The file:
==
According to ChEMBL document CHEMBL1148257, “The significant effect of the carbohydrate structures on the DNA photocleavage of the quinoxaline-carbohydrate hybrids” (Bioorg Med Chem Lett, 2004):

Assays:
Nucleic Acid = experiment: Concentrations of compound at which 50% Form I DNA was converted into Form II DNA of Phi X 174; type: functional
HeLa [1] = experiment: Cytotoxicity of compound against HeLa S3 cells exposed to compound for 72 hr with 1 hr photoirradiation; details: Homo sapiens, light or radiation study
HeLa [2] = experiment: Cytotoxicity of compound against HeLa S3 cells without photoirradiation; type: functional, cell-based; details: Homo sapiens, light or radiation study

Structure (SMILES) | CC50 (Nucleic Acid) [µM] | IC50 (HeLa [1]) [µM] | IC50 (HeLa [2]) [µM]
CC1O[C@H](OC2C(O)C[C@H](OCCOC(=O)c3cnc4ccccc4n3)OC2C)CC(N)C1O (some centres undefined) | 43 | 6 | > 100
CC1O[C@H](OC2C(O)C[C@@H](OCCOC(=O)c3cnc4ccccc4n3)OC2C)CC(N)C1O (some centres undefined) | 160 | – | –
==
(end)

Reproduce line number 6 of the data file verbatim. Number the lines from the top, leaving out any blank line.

Structure (SMILES) | CC50 (Nucleic Acid) [µM] | IC50 (HeLa [1]) [µM] | IC50 (HeLa [2]) [µM]